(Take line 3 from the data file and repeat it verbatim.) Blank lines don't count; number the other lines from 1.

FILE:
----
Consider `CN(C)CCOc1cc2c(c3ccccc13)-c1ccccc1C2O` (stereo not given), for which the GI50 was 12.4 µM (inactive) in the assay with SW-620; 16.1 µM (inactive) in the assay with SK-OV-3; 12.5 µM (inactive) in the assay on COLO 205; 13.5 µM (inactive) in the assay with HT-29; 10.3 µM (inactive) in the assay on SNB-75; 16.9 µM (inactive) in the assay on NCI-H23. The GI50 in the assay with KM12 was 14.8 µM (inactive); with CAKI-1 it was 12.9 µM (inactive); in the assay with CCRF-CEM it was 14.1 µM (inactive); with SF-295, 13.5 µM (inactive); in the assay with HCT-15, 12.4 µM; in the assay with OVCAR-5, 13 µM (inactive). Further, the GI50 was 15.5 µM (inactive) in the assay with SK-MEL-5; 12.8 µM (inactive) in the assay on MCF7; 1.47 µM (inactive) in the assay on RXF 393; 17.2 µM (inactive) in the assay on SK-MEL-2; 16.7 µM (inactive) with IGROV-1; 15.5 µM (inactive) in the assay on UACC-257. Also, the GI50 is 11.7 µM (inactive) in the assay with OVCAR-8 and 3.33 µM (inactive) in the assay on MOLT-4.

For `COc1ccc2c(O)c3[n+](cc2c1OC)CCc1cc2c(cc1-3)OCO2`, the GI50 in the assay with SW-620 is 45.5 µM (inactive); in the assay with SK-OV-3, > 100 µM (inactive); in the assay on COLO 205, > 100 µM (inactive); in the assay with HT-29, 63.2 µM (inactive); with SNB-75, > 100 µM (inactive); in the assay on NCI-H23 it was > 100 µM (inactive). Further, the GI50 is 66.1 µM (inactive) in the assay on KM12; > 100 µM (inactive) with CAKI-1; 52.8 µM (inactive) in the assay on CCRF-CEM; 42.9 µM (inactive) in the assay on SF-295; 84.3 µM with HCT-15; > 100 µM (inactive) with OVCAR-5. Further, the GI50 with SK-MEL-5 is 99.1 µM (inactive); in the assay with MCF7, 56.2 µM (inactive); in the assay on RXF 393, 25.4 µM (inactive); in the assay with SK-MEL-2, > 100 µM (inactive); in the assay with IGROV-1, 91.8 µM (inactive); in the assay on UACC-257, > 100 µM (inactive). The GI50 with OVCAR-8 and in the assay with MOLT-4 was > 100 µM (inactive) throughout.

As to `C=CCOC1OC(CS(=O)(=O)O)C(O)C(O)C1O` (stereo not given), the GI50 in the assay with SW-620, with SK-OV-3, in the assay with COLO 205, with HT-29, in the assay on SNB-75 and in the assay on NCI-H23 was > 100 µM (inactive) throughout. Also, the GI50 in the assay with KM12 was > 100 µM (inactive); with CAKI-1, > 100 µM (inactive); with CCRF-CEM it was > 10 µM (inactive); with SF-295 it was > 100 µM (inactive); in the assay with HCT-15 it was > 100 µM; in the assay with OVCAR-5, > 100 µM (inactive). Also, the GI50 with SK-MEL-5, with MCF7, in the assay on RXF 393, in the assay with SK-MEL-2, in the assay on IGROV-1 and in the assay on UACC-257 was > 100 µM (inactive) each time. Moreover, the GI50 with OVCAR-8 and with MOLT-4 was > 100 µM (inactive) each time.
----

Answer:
As to `C=CCOC1OC(CS(=O)(=O)O)C(O)C(O)C1O` (stereo not given), the GI50 in the assay with SW-620, with SK-OV-3, in the assay with COLO 205, with HT-29, in the assay on SNB-75 and in the assay on NCI-H23 was > 100 µM (inactive) throughout. Also, the GI50 in the assay with KM12 was > 100 µM (inactive); with CAKI-1, > 100 µM (inactive); with CCRF-CEM it was > 10 µM (inactive); with SF-295 it was > 100 µM (inactive); in the assay with HCT-15 it was > 100 µM; in the assay with OVCAR-5, > 100 µM (inactive). Also, the GI50 with SK-MEL-5, with MCF7, in the assay on RXF 393, in the assay with SK-MEL-2, in the assay on IGROV-1 and in the assay on UACC-257 was > 100 µM (inactive) each time. Moreover, the GI50 with OVCAR-8 and with MOLT-4 was > 100 µM (inactive) each time.